Today it is being reported that Donald Trump is deadlocked with Hillary Clinton in the swing states of Pennsylvania, Florida and Ohio. To hear the #NeverTrump crowd tell it, Donald Trump is viewed in an unfavorable light and Hillary will beat him in a landslide. Don’t let them kid you 72% of Republicans are comfortable with Trump as the nominee. The #NeverTrump crowd is laughable considering none of the establishment GOP candidates could beat Trump let alone Hillary. The presidential matchups show:
- Florida – Clinton at 43 percent, with 42 percent for Trump and Sanders at 44 percent to Trump’s 42 percent;
- Ohio – Trump edges Clinton 43 – 39 percent, while Sanders gets 43 percent to Trump’s 41 percent;
- Pennsylvania – Clinton at 43 percent to Trump’s 42 percent, while Sanders leads Trump 47 – 41 percent.
“Six months from Election Day, the presidential races between Hillary Clinton and Donald Trump in the three most crucial states, Florida, Ohio and Pennsylvania, are too close to call,” said Peter A. Brown, assistant director of the Quinnipiac Poll. “At this juncture, Trump is doing better in Pennsylvania than the GOP nominees in 2008 and 2012. And the two candidates are about where their party predecessors were at this point in Ohio and Florida.”
Roger Stone writes;
“What they are missing are the millions of new voters and donors Trump has brought to the party, with the GOP contest drawing two million more voters than the rather boring Hillary v. Bernie bout. It is important to note that in 2012, a change in just 700,000 votes in five states would have changed the outcome of the election.
Analytics show there are 1 million unregistered Trump supporters. In Colorado, Iowa, Florida, Michigan, Nevada, New Jersey, Ohio, Virginia, Wisconsin, and Pennsylvania, Trump will have the resources to sign them up. This is where elections are won.”
In a new NBC Survey Trump is ahead of Hillary with Independent voters.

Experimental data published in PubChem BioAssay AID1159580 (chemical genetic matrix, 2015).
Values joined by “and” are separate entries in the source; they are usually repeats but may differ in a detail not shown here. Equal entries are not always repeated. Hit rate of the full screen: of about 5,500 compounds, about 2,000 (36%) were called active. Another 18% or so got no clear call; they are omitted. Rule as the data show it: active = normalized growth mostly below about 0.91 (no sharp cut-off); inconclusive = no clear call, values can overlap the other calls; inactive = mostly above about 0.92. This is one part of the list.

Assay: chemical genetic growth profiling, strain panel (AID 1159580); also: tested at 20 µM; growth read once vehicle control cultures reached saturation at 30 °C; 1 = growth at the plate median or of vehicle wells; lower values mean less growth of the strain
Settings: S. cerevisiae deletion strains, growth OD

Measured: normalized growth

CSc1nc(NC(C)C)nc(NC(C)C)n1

We reported in the past Democrat’s are Ditching and Switching to Trump. The Washington Times is also reporting that Trump continues to win over Democrats in Blue Northeastern States.
“Katie Nimon, 22, a registered Democrat who waits tables here at Otto’s Kitchen & Cocktails, said she voted for Sen. Bernard Sanders in the primary but plans to cast her ballot for Donald Trump in November if he faces likely Democratic nominee Hillary Clinton.
“Time after time she has proved to be a manipulative liar,” said Ms. Nimon, who also studies international relations at York College.
The same solid support for Mr. Trump was heard in nearby Delaware, which, like Pennsylvania, hasn’t voted for a Republican since George H.W. Bush won the White House in 1988.
“There’s a lot of Trump support here because a lot of people are like me — sick and tired of the way things are,” said Donna Pusey, 64, a barber and registered Democrat who vowed to vote for Mr. Trump in November.
Ms. Pusey said she sat out the Democratic primary because she would “rather get run over by a semi” than chose between Mrs. Clinton and Mr. Sanders.”
This Primary Model report is actually a few months old. but that doesn’t diminish it’s importance or change the outcome.
— Dr. Frank Corleone (@DaGodfather907) May 7, 2016
I would have missed it had I not seen the tweet above. Via U.S. News & World Report:
The odds are ever in Donald Trump’s favor.
Helmut Norpoth, a professor of political science at Stony Brook University, has developed a statistical model that predicts a 97 percent to 99 percent chance that Trump will win the 2016 presidential election if he wins the Republican nomination, The Blaze reports.
Norpoth’s model has correctly predicted the outcome of every single presidential election since 1912 – save one, the election of 1960, which some believe was rigged. It uses a candidate’s performance in their party’s primary coupled with electoral cycle patterns to determine the likely outcome of the general election.
If Hillary Clinton goes against Trump, the chance of a President Trump is 97 percent, according to the model. If Bernie Sanders wins the Democratic nomination instead, the chances for a Trump victory jump further, to 99 percent.
If the nominee is not Trump, the model predicts that there is still a 61 percent overall chance that a Republican will win the White House, The Statesman reports.
“This is almost too much to believe,” Norpoth said in a presentation Monday at SUNY Global Center in Manhattan. “Take it to the bank.”